Unrealized Impact 2.0

The Hard Truth About Where We Are
and Ways to Move Forward​

Aggregated data on diversity, inclusion, and equity in the social sector has never been prioritized, collected, and communicated in the education field — until Unrealized Impact.

Creating diverse, inclusive, equitable, and antiracist organizations is a precondition for achieving social justice.

Unrealized Impact 2.0: The Hard Truth About Where We Are and Ways to Move Forward builds on findings from the original groundbreaking report published in 2017, offering a bold call to action.

We must do better to take care of one another and to be worthy of the communities we serve.

What happens in a diverse, inclusive, equitable, and antiracist organization?

The culture conveys that all people are valued

Identity markers no longer predict staff outcomes

Teams understand, represent, and center the communities they serve

The sector remains grossly unrepresentative of the students served, and organizations continue to struggle to build and sustain inclusive cultures and equitable systems and structures.

Key Demographic Findings

No Data Found

Talk, but little progress

Underrepresentation continues.

Organizations in the education field are talking about diversity, inclusion, equity, and antiracism — but making little progress.

The nearly 500 organizations surveyed serve 80% Students of Color, yet employ only 53% Staff of Color.

Who runs the (education) world?

Still white people.

CEOs, boards, and executive teams continue to be overwhelmingly white, with virtually no change since 2016.

CEOs for school districts and charter schools are more racially diverse — but only marginally so: 73% of CEOs are white.

Philanthropic organization CEOs, who are perhaps best positioned to influence and fund progress, are the least racially diverse of all: 80% are white.

Persistent representation gap among fast-growing

Latinx population.

The most pronounced disparity in representation is within the Latinx population, comprising 40% of students in our sample but only 8% of organizational leadership. Further, Latinx students are the least likely to have a teacher of their same racial or ethnic group despite demonstrated benefits of teacher-student identity matching.1

Deconstructing white supremacy is not solely the responsibility of People of Color and people with other historically marginalized identities.

It is everyone’s work.

Key Staff Experience Findings

400+ years and counting...

Anti-Blackness persists.

Black staff, particularly Black women, report among the least positive experiences on DEI measures. For example, Black women report among the lowest scores of all respondents on the Inclusion and Equity Indices and among the highest rates of experiencing bias at work.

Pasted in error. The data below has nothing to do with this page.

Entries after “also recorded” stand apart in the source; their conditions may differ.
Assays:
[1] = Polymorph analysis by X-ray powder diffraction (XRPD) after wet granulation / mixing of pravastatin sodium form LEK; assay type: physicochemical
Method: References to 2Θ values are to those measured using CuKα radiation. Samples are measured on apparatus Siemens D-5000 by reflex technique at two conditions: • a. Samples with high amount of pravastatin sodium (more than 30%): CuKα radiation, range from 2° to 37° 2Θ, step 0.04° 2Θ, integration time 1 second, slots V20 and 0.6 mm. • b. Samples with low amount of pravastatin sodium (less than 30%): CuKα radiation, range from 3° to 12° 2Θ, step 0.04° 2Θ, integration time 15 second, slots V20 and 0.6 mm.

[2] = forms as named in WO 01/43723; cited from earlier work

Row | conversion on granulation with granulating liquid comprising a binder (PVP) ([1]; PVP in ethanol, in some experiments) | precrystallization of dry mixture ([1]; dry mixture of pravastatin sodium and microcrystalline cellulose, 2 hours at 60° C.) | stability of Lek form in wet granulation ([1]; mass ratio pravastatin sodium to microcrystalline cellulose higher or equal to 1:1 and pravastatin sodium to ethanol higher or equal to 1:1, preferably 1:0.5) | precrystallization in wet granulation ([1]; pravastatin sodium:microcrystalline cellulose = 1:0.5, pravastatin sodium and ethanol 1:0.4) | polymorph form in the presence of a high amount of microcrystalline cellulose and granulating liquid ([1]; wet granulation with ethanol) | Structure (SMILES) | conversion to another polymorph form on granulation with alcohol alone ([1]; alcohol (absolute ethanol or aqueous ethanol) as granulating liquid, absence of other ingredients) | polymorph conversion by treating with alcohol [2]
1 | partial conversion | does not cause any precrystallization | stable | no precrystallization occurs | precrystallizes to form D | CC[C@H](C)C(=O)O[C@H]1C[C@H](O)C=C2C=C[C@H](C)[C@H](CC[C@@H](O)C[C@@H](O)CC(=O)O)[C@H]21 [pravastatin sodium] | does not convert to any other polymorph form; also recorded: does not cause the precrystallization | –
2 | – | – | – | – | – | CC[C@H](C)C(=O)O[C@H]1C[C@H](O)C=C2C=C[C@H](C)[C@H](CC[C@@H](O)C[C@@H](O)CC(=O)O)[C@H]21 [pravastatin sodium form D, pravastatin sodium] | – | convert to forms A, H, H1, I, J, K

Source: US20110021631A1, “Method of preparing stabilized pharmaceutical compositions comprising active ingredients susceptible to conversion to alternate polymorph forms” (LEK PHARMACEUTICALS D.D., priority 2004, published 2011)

No Data Found

The data tells the story

Who gets to thrive?

Multiracial and Black staff are least likely…

Nonbinary staff are less likely than women or men…

Women are less likely than men…

LGBTQIA+ staff are less likely than non-LGBTQIA+ staff… 

…to experience their organizations as diverse, inclusive, and equitable.

Further, staff with historically marginalized identities report experiencing more bias:

Native American/Indigenous staff are the most likely racial/ethnic group…

Non-binary staff are more likely than women or men…

Women are more likely than men…

LGBTQIA+ staff are more likely than non-LGBTQIA+ staff… 

Explicitly eradicating anti-Blackness within our organizations, policies, practices, and cultures is central to becoming diverse, inclusive, equitable, and antiracist organizations, and is at the very heart of pursuing justice.

Promising Practices

While successful advancement of DEI and antiracism requires a tailored approach, these promising practices are correlated with stronger representation in the “Advanced Profile.”

Moving Past Random Acts of DEI

Diversifying Leadership Beyond the CEO

Sharing Power Through Meaningful Engagement

Moving Beyond Icebreakers to Authentic Relationships

Infusing Accountability for Things That Matter

Resources & Recommendations

Do Better

Many people believe that diversity is the most accessible, actionable, and measurable aspect of DEI… that if an organization is diverse, the rest will naturally follow. Many organizations, therefore, choose diversity as the place to start.

But that’s not what the data shows; diversity is not enough.

Organizations must address and change their culture, habits, decision-making, systems, structures, and ways of communicating. Sustainable change requires fundamental shifts. We’re here to help.

Craving a different angle?

Download the Unrealized Impact 2.0 Infographics Collection

Ready to get started - or restarted?

Explore the Commitment and Recommitment Guides

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DEI Recommitment Guide

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Promise54 DEI Accelerator

Looking for additional insights and analysis?

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